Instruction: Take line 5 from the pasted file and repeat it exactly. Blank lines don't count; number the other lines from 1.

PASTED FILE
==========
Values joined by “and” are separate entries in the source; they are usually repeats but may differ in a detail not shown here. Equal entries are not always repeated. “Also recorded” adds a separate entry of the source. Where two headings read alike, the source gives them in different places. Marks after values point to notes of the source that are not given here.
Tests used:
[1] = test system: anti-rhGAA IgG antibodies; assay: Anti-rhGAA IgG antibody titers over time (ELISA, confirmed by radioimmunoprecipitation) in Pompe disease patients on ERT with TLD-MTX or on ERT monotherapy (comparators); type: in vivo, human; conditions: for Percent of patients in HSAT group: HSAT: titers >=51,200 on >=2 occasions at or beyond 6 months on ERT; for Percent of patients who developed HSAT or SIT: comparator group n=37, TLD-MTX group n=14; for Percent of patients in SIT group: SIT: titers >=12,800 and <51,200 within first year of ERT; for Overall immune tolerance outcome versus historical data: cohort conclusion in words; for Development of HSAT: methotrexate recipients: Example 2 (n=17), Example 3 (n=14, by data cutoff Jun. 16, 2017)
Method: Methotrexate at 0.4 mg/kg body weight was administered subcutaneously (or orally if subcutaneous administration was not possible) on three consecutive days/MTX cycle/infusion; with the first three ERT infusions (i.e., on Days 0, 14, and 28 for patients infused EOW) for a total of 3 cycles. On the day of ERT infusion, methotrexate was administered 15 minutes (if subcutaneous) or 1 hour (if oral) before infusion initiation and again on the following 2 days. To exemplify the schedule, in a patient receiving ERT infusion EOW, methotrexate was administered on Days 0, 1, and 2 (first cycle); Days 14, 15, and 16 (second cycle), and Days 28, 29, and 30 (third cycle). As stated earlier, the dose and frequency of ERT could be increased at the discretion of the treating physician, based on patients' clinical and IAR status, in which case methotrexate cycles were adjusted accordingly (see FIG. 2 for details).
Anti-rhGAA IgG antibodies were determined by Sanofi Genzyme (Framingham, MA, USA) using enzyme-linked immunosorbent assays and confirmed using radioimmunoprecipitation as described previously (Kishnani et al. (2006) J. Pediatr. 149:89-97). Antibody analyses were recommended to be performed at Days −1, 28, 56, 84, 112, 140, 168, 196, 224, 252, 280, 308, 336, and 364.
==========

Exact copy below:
Anti-rhGAA IgG antibodies were determined by Sanofi Genzyme (Framingham, MA, USA) using enzyme-linked immunosorbent assays and confirmed using radioimmunoprecipitation as described previously (Kishnani et al. (2006) J. Pediatr. 149:89-97). Antibody analyses were recommended to be performed at Days −1, 28, 56, 84, 112, 140, 168, 196, 224, 252, 280, 308, 336, and 364.